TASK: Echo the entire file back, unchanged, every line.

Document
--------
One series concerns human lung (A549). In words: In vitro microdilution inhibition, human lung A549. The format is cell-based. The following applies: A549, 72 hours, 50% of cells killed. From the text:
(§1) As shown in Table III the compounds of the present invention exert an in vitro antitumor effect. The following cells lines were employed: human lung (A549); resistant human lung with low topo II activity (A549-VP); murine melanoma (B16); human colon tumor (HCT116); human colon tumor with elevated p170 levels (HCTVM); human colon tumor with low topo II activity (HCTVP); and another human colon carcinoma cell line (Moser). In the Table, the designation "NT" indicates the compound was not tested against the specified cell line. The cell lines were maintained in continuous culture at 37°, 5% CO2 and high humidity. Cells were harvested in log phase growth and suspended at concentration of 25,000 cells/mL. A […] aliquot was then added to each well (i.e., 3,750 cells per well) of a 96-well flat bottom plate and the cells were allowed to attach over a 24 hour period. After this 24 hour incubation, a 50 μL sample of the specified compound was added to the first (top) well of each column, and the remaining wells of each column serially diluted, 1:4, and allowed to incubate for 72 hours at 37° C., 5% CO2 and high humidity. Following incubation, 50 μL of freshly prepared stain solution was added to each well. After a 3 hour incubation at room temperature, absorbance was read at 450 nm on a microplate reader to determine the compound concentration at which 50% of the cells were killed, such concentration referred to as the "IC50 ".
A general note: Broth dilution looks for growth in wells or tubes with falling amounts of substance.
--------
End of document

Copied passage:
One series concerns human lung (A549). In words: In vitro microdilution inhibition, human lung A549. The format is cell-based. The following applies: A549, 72 hours, 50% of cells killed. From the text:
(§1) As shown in Table III the compounds of the present invention exert an in vitro antitumor effect. The following cells lines were employed: human lung (A549); resistant human lung with low topo II activity (A549-VP); murine melanoma (B16); human colon tumor (HCT116); human colon tumor with elevated p170 levels (HCTVM); human colon tumor with low topo II activity (HCTVP); and another human colon carcinoma cell line (Moser). In the Table, the designation "NT" indicates the compound was not tested against the specified cell line. The cell lines were maintained in continuous culture at 37°, 5% CO2 and high humidity. Cells were harvested in log phase growth and suspended at concentration of 25,000 cells/mL. A […] aliquot was then added to each well (i.e., 3,750 cells per well) of a 96-well flat bottom plate and the cells were allowed to attach over a 24 hour period. After this 24 hour incubation, a 50 μL sample of the specified compound was added to the first (top) well of each column, and the remaining wells of each column serially diluted, 1:4, and allowed to incubate for 72 hours at 37° C., 5% CO2 and high humidity. Following incubation, 50 μL of freshly prepared stain solution was added to each well. After a 3 hour incubation at room temperature, absorbance was read at 450 nm on a microplate reader to determine the compound concentration at which 50% of the cells were killed, such concentration referred to as the "IC50 ".
A general note: Broth dilution looks for growth in wells or tubes with falling amounts of substance.